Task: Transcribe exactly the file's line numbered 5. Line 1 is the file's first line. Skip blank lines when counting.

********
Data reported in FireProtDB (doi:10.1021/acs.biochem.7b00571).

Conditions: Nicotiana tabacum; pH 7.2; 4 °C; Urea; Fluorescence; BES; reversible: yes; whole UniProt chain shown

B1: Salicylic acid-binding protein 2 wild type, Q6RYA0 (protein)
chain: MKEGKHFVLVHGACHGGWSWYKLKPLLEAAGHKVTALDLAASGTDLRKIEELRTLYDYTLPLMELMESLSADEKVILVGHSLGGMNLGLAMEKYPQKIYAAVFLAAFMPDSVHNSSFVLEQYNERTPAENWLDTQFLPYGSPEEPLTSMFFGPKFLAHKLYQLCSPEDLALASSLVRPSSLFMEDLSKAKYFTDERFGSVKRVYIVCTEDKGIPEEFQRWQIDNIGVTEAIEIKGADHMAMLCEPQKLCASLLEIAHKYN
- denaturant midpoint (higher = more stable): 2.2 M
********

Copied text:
- denaturant midpoint (higher = more stable): 2.2 M